Camp Lejuene Toxic Water

If you served, worked or lived at Marine Corps Base Camp Lejeune, North Carolina, between 1953 and 1987 and were exposed to contaminated water, you may be entitled to compensation.

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History

From 1953 through 1987, contaminated drinking water at North Carolina’s Camp Lejeune Marine Corps Base and its satellite sites put as many as one million people at risk for cancer and other serious deadly illnesses. It has been discovered that toxic chemicals, industrial wastewater, and oil were knowingly dumped into storm drains and were leaking into the drinking water supply for 35 years. Camp Lejeune Marine Corps Base is now known as one of the worst contamination sites in our country’s history. Those affected include Veterans, their families, school children, patients in hospitals, workers, and civilians.

It has been reported that family housing units, hospitals, and even schools may have had drinking and bathing water contaminated with one of the following toxins: Trichloroethylene (TCE), Perchloroethylene (PCE), Benzene, and Vinyl Chloride.

Sadly, the government knew about this contamination. Between the years 1953 and 1987, levels of the cancer-causing agents, PCE and TCE, found in the groundwater at Camp Lejeune far exceeded recommended safe levels allowed by the Environmental Protection Agency (EPA). These standards are outlined in the Safe Drinking Water Act.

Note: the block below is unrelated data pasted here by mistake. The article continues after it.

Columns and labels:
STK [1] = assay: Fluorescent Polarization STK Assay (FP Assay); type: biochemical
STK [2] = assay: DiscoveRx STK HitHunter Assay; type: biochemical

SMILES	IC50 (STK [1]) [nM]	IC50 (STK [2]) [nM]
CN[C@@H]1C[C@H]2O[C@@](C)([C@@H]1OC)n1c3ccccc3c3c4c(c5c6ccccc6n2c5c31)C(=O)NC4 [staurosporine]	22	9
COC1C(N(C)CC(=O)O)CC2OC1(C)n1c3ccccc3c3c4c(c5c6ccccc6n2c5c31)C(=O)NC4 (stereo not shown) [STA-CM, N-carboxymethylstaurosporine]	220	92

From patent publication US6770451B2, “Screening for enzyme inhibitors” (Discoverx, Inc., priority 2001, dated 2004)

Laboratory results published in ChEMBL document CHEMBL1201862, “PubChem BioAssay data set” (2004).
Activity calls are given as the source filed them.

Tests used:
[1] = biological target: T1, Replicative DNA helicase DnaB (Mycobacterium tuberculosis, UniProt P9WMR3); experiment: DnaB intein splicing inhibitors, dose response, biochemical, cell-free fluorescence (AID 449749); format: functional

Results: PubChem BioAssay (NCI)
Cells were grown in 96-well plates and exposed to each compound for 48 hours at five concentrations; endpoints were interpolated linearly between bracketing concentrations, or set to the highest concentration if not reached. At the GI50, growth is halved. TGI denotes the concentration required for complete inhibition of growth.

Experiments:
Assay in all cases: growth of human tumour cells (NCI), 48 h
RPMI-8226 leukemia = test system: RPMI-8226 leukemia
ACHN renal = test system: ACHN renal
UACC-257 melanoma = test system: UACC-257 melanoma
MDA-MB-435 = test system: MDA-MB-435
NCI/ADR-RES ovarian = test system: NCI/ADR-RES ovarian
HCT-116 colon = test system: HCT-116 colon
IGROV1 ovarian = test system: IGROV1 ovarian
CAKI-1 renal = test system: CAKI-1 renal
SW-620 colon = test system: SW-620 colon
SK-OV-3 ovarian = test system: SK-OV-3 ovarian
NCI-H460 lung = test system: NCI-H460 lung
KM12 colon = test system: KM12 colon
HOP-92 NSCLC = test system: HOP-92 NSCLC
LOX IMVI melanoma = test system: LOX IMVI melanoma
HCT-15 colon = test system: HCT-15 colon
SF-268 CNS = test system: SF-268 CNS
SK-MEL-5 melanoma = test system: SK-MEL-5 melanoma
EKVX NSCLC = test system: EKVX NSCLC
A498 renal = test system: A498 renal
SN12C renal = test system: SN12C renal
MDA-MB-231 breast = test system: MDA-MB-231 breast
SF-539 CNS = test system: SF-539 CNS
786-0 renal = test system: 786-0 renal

In 1987, 35 years after the water first became contaminated, the base finally shut down the water treatment plant. It has even been reported that senior base officials tried to keep the contamination issue quiet rather than alert people to the problem.

Sadly, up to one million people are now facing the biggest battle of their lives as they fight various cancers and other serious illnesses from exposure to Camp Lejeune’s water contamination. No help has been available, until now. Read on for additional information.

Cancer and Other Serious Illnesses

Due to exposure to contaminated water, those who worked or lived at Camp Lejeune Marine Corps base from 1953 through 1987 are at an increased risk of developing numerous types of cancer and other very serious health issues, including:

  • Breast Cancer
  • Bladder Cancer
  • Kidney Cancer
  • Liver Cancer
  • Lung Cancer
  • Esophageal Cancer
  • Parkinson’s Disease
  • Non-Hodgkin’s Lymphoma
  • Leukemia
  • Miscarriage
  • Birth Defects/Birth Injury
    Infertility
  • Renal Toxicity
  • Neurobehavioral Effects
  • Aplastic Anemia
  • Myelodysplastic Syndrome
  • Multiple Myeloma
  • Systemic Sclerosis
  • Hepatic Steatosis (Fatty Liver Disease)

Legislation

On June 16, 2022, the United States Senate passed H.R. 3967 which includes the Camp Lejeune Justice Act of 2022 (“the Act”). The Act provides an avenue for individuals injured by exposure to the toxic water at Camp Lejeune to receive compensation.

Who is eligible for compensation?

The Act covers service members as well as anyone who lived, worked, or was exposed to the contaminated water for 30 days or more. This means compensation may be available for family members, children, civilian workers, even children who were in utero and who suffered certain adverse health effects. Compensation can be sought for a deceased family member even if their death was unrelated to the injury from exposure to the contaminated water.